An afternoon at the driving range is one of the best ways to hone your golf game without spending an arm and a leg at the course multiple times per week. On the range, you can hit dozens of balls at your own pace, giving you all the time and resources you need to break down your mechanics and fine-tune your shots. Plus, with the evolution of the game in the 21st century, we even have indoor ranges like TopGolf where you can practice all year round. Knowing how to practice efficiently will help you develop your game much more quickly than your friends who like to hack around thoughtlessly until their balls run out. Let’s go over our hottest tips for practicing at the range for players of any level.

What to Focus On Practicing at the Range

Your golf game is made up of numerous skills, and you can practice nearly all of them at the range. Many players will set up shop with their driver and shoot an entire bucket chasing a long shot. But a smart golfer will practice with his driver and his irons. Good practice covers all aspects of your game.

After you’ve warmed up with your driver and you’re feeling loose, switch to your irons and work on your short game. Give each club a little bit of time on every trip to the range. Most ranges even have a practice green you can use to improve your putting skills.

Not only do you need to work on all of your equipment, but you need to work on each element of your game as well. Don’t just focus on the mechanics of your swing (although they’re important!). Make sure you’re checking your stance, your posture, your grip, your aim, the wind… everything you’d check any time you line up at the tee.

Identify your strengths and weaknesses. Spend more time on your weaker skills, and your stronger skills will continue to develop alongside them.

How to Practice Efficiently

There are a few approaches to efficient practice at the driving range. Many players like to utilize shooting drills to give themselves a structured way to break down their play. Others like to mimic the flow of play on a real golf course, mixing up the types of shots they practice. We like to mix a bit of both!

“Block practice” is a method of learning that involves repeating the same skill over and over again. This is the most common practice you’ll observe at the driving range. Most players start with their driver and whack 15 or 20 balls before hitting the next club. If you deliberately replicate your swing over and over, aiming for the same target each time, you can use block practice to nail down the exact flow and feel of a particular stroke.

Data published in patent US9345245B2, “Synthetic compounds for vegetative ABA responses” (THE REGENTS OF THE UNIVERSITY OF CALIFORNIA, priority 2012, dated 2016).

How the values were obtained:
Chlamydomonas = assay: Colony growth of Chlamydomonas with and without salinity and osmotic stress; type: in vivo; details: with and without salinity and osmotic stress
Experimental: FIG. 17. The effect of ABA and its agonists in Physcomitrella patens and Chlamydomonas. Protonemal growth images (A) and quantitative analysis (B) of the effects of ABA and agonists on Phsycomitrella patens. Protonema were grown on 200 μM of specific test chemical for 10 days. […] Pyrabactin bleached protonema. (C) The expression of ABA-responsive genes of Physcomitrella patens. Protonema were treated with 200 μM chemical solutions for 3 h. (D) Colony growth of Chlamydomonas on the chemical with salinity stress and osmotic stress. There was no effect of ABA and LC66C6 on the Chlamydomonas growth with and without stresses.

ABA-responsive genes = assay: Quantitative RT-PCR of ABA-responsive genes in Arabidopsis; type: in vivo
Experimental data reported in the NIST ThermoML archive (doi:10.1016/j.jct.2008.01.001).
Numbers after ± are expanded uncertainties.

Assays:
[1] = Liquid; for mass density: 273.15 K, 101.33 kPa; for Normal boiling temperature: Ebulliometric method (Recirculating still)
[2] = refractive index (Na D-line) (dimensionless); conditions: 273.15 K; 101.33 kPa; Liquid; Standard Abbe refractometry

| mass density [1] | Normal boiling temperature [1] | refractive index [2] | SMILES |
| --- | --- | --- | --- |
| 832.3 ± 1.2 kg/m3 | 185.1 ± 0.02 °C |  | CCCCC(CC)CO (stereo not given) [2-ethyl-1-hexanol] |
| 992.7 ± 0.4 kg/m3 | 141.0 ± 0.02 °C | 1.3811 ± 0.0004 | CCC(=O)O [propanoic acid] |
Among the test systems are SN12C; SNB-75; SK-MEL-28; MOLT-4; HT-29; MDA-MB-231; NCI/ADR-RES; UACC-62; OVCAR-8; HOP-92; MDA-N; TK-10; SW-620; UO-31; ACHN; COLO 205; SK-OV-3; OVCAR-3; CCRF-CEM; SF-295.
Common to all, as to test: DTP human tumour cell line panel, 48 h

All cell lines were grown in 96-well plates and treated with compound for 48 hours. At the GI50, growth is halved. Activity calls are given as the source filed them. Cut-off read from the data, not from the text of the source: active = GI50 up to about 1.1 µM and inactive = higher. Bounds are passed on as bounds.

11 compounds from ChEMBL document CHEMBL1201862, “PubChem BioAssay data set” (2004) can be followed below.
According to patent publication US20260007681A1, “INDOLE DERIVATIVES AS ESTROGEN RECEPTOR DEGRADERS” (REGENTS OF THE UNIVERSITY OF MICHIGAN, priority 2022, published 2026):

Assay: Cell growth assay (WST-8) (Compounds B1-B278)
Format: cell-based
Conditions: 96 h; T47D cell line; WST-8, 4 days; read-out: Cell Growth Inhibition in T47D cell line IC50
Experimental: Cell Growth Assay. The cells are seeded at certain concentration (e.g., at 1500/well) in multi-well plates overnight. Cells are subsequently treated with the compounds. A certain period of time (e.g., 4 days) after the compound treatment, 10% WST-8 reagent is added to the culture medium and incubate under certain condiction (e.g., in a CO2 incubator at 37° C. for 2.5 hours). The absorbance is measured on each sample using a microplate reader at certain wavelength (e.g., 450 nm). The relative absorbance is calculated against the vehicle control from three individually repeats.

On the other hand, we have “random” practice, which is what it sounds like. You mix up your different clubs and targets randomly, trying to apply your technique consistently regardless of your selections. You can use this style of practice to try and emulate your favorite courses and most challenging holes.

In a typical routine, you’ll want to warm up with a block first, then switch to random. This will give you the attention to detail to your swing so you can re-examine yourself on each and every stroke. Swings should be consistent and even from one to the next. In a block session, you’re trying to recreate the same sensations in your body to build muscle memory and retention.

After you’ve given each club some block time, you can move into random practice. Before your first stroke, set a goal. Maybe you’ll drive the ball between 170-190 yards, shoot your 5 iron for 90 more, then chip 20 yards. Or, you’ll set up a short drive with your 3 wood, and another short, lofty stroke with your 9 iron to drop onto the green (60 yards away). You get the idea – mix up your shots to see how close you can get to each target after shooting something else beforehand.

Make It a Game

Golf is a game, and games are about having fun. Challenge yourself to meet different goals, and make games out of them.

Try driving a ball 180 yards, then 190, then 200. Try chipping 20 yards left of a target, then 20 yards in the opposite direction. You can come up with lots of fun games to make practicing less of a grind and more of a fun activity.

Try different combinations of skills and goals to keep it fresh. Then, drop us a comment to share your favorite way to practice!